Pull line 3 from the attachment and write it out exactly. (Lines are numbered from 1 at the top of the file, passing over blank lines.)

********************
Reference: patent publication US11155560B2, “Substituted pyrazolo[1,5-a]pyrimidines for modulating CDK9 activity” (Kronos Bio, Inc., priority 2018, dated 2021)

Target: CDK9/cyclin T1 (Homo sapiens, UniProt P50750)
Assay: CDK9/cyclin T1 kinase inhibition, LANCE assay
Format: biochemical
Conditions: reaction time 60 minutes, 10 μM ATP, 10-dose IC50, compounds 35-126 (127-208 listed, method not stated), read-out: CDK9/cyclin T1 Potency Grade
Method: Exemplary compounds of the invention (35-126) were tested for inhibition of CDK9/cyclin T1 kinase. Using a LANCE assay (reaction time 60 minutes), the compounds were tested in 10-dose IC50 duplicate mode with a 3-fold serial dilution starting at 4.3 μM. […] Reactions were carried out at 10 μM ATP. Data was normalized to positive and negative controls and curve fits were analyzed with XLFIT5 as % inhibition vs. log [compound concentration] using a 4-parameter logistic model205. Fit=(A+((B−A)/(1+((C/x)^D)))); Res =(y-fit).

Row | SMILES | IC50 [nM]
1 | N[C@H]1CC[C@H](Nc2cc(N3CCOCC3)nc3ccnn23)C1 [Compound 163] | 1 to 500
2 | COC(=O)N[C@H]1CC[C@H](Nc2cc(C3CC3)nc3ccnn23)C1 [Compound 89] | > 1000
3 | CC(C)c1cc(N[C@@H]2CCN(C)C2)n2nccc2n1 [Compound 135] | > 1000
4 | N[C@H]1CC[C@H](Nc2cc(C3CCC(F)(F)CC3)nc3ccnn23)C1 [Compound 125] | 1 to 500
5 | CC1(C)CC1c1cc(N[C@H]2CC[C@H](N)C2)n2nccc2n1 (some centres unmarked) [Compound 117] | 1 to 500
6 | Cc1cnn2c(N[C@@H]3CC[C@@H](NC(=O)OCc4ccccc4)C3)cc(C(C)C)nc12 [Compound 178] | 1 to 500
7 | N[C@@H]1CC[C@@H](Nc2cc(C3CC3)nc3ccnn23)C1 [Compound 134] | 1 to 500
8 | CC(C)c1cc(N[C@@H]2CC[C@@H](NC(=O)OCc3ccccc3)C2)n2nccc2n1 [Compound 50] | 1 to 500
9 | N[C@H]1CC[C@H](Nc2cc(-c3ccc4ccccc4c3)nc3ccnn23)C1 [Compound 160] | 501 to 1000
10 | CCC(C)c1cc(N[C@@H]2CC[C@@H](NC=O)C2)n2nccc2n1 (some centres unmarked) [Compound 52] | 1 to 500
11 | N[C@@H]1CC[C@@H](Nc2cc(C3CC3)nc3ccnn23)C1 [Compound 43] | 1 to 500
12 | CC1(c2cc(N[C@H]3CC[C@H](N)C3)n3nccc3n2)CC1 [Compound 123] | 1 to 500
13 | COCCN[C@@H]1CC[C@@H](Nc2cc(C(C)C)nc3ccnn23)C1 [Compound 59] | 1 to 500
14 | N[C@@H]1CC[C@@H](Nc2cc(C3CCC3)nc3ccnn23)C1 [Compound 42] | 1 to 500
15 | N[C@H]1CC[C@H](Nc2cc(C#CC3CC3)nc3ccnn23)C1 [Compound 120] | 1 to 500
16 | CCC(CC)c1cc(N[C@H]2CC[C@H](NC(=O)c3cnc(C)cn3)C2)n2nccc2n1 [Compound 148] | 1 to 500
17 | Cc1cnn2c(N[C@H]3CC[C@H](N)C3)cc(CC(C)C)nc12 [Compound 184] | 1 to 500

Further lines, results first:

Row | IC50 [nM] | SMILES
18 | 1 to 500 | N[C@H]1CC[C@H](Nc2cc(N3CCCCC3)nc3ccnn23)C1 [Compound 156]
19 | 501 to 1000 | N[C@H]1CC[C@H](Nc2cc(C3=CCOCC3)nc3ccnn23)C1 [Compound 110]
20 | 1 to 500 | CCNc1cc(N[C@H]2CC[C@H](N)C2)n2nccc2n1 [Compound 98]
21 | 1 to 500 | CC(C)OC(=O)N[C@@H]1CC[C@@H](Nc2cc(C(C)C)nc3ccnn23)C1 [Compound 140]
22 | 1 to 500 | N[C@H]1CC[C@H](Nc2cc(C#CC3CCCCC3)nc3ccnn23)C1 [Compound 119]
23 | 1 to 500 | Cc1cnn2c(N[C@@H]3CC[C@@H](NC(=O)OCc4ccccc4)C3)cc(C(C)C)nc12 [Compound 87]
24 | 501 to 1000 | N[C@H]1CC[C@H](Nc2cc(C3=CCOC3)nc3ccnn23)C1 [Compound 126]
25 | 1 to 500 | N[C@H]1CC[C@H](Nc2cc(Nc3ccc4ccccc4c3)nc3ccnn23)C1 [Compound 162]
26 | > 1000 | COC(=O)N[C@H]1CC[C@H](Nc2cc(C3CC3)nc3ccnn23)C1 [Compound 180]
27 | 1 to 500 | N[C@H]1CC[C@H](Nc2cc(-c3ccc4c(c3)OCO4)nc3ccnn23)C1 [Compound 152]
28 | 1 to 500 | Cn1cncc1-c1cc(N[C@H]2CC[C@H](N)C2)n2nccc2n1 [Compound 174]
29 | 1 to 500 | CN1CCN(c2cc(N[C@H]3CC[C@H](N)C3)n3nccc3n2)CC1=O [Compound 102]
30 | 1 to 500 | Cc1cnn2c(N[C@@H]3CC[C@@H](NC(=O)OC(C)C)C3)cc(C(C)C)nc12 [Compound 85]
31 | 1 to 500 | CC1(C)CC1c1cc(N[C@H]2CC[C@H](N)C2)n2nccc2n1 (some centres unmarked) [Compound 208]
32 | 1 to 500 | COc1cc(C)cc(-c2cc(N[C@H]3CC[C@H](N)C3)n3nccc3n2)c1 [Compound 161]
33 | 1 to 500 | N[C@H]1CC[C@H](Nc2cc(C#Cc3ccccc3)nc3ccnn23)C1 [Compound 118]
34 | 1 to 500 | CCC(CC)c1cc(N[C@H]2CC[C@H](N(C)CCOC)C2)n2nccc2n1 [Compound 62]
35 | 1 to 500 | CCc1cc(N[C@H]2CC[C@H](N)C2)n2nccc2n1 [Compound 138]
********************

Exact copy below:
Assay: CDK9/cyclin T1 kinase inhibition, LANCE assay